For a second summer, COVID continues to wreak havoc on the country. Here in Santa Barbara County, after reaching a milestone of 50 percent of the population fully vaccinated, that number has not shown any momentum and is currently at 52 percent. Easily transmissible variants and the resurgence of public gatherings such as Old Spanish Days could create a perfect storm for another wave of active cases.
There is a flood of new COVID-19 information available online and on social media every day, and not all of it is reliable. In this series, the Independent will try to separate common COVID myths and misconceptions from truth using information from the Santa Barbara County Public Health Department, Centers for Disease Control and Prevention (CDC), and World Health Organization, as well as studies from Johns Hopkins and Yale.
The three vaccines with emergency-use authorization have been at the center of a highly polarized public debate, with many public officials encouraging vaccination and concerned citizens vocally opposed to mandates in schools and workplaces.
While it is proved that even with a vaccine, you can still catch COVID-19, the risk to those who are unvaccinated is far greater. A greater percentage of unvaccinated cases end in hospitalizations and deaths, whereas cases among vaccinated individuals are typically milder and do not have the severe consequences.
While these breakthrough cases have shown up in increased numbers across the country, it is important to put this information into context. In the county, cases among vaccinated individuals accounted for 11 percent of those admitted to hospitals. Nationwide, it is estimated that the number is less than one percent.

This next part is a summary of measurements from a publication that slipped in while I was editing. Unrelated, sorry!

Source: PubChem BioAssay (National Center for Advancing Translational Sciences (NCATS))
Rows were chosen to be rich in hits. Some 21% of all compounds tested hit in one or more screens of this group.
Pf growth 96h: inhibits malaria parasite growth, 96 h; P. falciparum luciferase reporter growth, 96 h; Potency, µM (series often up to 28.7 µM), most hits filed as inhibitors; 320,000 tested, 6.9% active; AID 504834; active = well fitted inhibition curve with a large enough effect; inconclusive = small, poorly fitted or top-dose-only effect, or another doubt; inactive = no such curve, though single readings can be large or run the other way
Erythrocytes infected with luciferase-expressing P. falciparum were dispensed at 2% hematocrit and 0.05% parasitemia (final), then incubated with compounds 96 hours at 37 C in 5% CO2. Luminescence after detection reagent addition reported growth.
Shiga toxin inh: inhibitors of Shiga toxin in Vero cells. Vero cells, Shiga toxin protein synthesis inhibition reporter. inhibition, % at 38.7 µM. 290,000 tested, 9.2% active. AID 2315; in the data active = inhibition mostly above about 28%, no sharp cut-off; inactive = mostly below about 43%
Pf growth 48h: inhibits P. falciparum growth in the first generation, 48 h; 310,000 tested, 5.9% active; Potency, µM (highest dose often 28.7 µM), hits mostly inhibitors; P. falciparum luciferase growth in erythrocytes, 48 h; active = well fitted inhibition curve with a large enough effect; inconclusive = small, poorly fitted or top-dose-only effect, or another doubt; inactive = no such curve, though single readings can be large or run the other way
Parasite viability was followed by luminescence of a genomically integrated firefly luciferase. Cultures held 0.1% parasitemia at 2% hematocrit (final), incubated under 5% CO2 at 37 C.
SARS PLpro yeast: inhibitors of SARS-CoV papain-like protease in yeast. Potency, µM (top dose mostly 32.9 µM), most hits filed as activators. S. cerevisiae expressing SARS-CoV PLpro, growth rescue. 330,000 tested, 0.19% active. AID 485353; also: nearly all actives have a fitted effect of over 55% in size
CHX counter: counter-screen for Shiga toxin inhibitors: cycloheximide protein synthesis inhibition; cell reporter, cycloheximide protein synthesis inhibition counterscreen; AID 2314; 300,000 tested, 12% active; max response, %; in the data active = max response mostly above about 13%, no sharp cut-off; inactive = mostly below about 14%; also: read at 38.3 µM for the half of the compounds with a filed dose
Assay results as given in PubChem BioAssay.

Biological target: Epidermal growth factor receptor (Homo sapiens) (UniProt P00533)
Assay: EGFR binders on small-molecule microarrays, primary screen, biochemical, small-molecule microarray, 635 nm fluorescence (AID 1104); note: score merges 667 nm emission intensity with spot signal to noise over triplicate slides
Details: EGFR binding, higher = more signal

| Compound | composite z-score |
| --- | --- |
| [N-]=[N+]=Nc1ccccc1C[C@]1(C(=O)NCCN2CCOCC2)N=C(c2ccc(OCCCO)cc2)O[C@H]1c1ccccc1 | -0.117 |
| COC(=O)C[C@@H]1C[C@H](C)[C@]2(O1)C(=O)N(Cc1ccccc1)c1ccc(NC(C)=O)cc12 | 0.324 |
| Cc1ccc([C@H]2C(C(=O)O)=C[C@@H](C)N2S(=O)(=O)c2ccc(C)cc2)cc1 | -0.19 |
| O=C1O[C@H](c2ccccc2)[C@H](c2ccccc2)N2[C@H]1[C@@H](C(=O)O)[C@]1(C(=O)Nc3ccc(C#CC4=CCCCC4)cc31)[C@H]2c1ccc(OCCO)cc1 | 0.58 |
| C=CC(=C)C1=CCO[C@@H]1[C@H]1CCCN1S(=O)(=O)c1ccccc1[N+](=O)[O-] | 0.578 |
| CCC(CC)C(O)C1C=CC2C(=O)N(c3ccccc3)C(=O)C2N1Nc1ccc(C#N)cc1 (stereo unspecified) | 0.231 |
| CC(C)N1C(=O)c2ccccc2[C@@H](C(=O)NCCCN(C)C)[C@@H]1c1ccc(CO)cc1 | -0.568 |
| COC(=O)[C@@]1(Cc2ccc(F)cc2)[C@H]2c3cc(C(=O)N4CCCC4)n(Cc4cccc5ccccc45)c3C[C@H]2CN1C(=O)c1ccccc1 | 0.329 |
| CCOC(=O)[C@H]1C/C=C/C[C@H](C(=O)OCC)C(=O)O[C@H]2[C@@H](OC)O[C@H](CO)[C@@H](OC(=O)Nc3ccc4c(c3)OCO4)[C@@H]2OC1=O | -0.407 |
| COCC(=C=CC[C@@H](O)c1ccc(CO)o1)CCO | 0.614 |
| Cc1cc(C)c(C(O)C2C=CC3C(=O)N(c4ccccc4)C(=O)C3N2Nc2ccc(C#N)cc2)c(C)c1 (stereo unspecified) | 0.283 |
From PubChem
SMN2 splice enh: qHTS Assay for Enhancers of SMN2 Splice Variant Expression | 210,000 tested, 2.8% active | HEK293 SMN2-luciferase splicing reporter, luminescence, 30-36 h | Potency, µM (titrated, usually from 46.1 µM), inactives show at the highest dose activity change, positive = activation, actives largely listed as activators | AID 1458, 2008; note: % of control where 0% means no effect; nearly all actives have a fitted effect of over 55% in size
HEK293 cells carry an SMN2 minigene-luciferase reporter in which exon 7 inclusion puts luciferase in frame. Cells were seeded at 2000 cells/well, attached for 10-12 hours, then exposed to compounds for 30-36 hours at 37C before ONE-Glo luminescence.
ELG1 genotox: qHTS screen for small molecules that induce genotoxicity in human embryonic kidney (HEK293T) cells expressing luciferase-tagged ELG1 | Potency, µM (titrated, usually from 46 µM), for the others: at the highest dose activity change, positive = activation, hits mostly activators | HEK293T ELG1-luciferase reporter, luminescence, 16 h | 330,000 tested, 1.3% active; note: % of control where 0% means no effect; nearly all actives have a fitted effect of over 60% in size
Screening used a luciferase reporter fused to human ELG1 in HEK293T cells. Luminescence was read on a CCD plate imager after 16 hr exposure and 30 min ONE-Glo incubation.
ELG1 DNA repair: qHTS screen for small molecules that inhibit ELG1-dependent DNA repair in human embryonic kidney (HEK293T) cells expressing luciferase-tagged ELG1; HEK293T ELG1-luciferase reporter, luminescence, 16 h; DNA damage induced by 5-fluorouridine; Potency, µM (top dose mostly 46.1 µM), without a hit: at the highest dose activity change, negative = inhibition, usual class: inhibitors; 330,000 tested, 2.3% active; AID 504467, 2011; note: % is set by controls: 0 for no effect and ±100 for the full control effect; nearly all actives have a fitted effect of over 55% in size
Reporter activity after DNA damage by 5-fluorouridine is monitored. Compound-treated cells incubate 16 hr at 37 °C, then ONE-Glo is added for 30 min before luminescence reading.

According to the latest data from the CDC, less than 0.004 percent of people who have been fully vaccinated have experienced a breakthrough case resulting in hospitalization, and less than 0.001 percent have died. Though the number of 35,000 cases in vaccinated individuals may seem high, it pales in comparison to the 35 million active cases in the country.
Also contributing to vaccine hesitancy is the data found in the Vaccine Adverse Event Reporting System (VAERS). With this unverified reporting system, it’s also important to understand background context. This system is used to report adverse effects of vaccination but does not determine if a vaccine caused the events that are reported.
The CDC and the Food and Drug Administration (FDA), which run the system, note the limitations of the data, which is primarily designed as an early signal to detect issues with vaccines. The CDC says on its own website that “reports submitted to VAERS often lack details and sometimes contain errors.”
Those opposed to vaccine mandates in schools or workplaces are also concerned about freedom of choice in health care and vaccines that may have been rushed through emergency approval. A full FDA approval may change some minds, but some may still be morally opposed.
One rumor alleged that vaccines made women sterile. According to the World Health Organization, this myth stems from a petition filed stating that a protein in the Pfizer vaccine is similar to one that can disrupt placental development in pregnant women, rendering them sterile. This was not the case, as the protein in the Pfizer vaccine bears no resemblance to the harmful protein and has no adverse effect on pregnancy.
COVID-19 vaccines are new, and individuals should consult with medical professionals and public health guidance when deciding on a vaccine. Please check countyofsb.org/phd for regular updates.
At the Santa Barbara Independent, our staff is working around the clock to cover every aspect of this crisis — sorting truth from rumor. Our reporters and editors are asking the tough questions of our public health officials and spreading the word about how we can all help one another. The community needs us — now more than ever — and we need you in order to keep doing the important work we do. Support the Independent by making a direct contribution.